Attribute Routing In MVC

I took a look at Stack Overflow Stack-Exchange Data Explorer that is built in MVC and is open-source application to query the Stack Exchange data dump that is being provided by Stack Exchange team in every month or few. I do have a dump, but I was more curious to know about the application that they built to query the database. And I must admit that I learned tons of things. I came to know the power of Micro-ORM (Dapper) over Entity-Framework (EF) and one more pretty thing that attracted me was the routing mechanism used in the application. I strongly recommend that you check out this tool/application and take a deep dive in the code, lot of things to learn.

Before we start writing the code, we’ll take a quick look at a NuGet package AttributeRouting. You can find the source code at GitHub in case if you are interested. The documentation is simple and explains almost every bit of the package. It’s incredibly easy.

The NuGet package I am using is for MVC, if you want to do the same with your Web API application then use this package.

To see how easy it is to implement routing in your MVC application. Start Visual Studio and create a new MVC4 (Internet) application and fire up the below NuGet command.

AttributeRouting Nuget Command

This command just don’t install one single package but also some other dependent packages. Here is the output when I fire the above NuGet command:

PM> Install-Package AttributeRouting
Attempting to resolve dependency 'AttributeRouting.Core (≥'.
Attempting to resolve dependency 'AttributeRouting.Core.Web (≥'.
Attempting to resolve dependency 'WebActivator (≥'.
Successfully installed 'AttributeRouting.Core'.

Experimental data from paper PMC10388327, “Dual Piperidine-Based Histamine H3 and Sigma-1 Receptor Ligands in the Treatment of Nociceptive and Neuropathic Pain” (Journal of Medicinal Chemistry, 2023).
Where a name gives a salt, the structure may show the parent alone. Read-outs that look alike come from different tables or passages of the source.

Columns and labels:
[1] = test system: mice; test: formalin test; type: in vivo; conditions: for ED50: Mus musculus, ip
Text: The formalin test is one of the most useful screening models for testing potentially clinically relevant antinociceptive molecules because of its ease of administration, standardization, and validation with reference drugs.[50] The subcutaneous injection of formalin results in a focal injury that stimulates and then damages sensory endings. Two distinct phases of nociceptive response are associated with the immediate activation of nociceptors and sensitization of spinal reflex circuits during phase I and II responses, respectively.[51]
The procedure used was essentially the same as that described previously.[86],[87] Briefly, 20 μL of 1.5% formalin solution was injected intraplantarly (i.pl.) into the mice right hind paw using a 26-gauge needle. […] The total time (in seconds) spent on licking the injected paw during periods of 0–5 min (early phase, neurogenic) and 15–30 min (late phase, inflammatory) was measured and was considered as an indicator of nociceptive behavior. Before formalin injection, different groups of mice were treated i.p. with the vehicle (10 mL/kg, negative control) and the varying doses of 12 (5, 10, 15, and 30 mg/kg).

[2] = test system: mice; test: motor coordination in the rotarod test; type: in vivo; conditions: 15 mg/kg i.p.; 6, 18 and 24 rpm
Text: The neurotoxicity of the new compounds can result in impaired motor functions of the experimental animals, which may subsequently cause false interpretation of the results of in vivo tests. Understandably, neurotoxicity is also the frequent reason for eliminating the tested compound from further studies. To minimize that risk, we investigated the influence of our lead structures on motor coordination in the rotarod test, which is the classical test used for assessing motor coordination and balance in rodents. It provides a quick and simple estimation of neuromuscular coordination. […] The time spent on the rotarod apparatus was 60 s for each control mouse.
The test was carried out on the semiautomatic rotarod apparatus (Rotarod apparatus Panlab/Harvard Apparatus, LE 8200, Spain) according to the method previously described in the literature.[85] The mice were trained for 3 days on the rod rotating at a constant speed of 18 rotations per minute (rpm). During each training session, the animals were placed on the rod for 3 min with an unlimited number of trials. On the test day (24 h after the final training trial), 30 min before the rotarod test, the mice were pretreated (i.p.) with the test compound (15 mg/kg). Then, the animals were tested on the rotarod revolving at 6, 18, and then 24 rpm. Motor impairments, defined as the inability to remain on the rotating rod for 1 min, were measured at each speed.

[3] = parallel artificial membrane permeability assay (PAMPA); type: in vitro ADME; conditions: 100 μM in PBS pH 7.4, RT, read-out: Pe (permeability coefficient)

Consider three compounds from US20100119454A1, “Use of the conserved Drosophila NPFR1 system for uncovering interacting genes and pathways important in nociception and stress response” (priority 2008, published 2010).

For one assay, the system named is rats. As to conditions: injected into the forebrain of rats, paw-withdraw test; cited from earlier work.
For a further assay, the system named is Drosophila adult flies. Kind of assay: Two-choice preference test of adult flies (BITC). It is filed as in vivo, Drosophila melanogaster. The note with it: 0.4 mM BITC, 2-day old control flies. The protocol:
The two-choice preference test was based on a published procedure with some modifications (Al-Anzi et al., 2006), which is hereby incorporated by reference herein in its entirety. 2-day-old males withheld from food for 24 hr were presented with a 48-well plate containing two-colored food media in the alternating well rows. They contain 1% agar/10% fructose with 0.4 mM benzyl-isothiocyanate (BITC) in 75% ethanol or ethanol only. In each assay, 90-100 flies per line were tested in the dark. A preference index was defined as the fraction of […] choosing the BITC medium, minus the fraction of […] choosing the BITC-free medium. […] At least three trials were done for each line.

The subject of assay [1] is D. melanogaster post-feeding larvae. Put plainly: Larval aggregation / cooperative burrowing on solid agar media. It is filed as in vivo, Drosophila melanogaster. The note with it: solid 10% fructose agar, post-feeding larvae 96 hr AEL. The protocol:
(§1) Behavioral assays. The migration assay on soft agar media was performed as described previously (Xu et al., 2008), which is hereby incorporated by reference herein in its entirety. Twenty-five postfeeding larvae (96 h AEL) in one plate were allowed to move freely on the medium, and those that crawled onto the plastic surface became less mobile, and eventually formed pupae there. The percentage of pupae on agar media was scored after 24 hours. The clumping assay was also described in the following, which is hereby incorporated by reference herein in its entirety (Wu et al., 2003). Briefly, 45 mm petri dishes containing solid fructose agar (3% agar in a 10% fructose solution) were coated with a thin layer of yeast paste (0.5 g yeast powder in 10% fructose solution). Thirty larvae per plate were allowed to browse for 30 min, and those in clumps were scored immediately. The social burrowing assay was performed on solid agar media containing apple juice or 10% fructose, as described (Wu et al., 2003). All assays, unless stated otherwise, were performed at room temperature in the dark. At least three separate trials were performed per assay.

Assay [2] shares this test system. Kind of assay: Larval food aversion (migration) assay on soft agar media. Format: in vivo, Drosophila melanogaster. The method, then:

Successfully installed 'AttributeRouting.Core.Web'.
Successfully installed 'WebActivator'.
Successfully installed 'AttributeRouting'.
Successfully added 'AttributeRouting.Core' to MVCAttrRouteTest.
Successfully added 'AttributeRouting.Core.Web' to MVCAttrRouteTest.
Successfully added 'WebActivator' to MVCAttrRouteTest.
Successfully added 'AttributeRouting' to MVCAttrRouteTest.

Now before you make any changes to the web application, hit CTRL+F5. Hover or click on the links which are on the top which are About and Contact. The URL rendered in the address bar is something like this (as what specified in your application Global.asax file).

For About View:


For Contact View:


The Home that we see here is the name of the controller being used. I don’t want the name of the controller to be visible to my site visitors or maybe I just want a different name there. Usually, I would have switch to my application Global.asax file and register a new route there. But now I can now control my routes within controller itself. This is pretty cool for and a time saver, as I do not have to avoid working with Global.asax. This is the simplest implementation of AttributeRouting. Below are the 2 Home controller methods About and Contact:

public ActionResult About()
    ViewBag.Message = "Your app description page.";
    return View();
public ActionResult Contact()
    ViewBag.Message = "Your contact page.";
    return View();

There are no changes in the method, only the routing attribute has been added. The URLs for About and Contact are now free from the controller name Home. Now we look at a second condition where I want to have a totally different URL for About view or to be specific I would say I want to have outbound URLs and this will require RouteName property with the routing attribute. This is called Named Routes. I am going to change the URL to /App/AboutMe.

[GET("App/AboutMe", RouteName = "About")]
public ActionResult About()
    ViewBag.Message = "Your app description page.";
    return View();

Working with parameters without routing can lead to very ugly URLs or some un-wanted params in the URLs. Again to have a clean URL we can handle the parameters passed to the controller action. I have added a new view named Welcome (no scaffolding) in the Home controller and added a ViewBag property GreetMessage. When this view is called, it will display a greeting message in a heading. The GreetMessage will hold the name of the person, which is our parameter. Below is our controller action:

public ActionResult Welcome(string Name)
    ViewBag.GreetMessage = "Welcome " + Name;
    return View();

The URL that is rendered on the browser is:

/App/Greet/ is the URL we want to show and Prashant is the parameter is being passed to the Welcome view.

This is it for this tutorial but this is not it. The AttributeRouting package has to offer a lot of things and has a very powerful and easy way of routing. There are very advance topics that are documented at GitHub.

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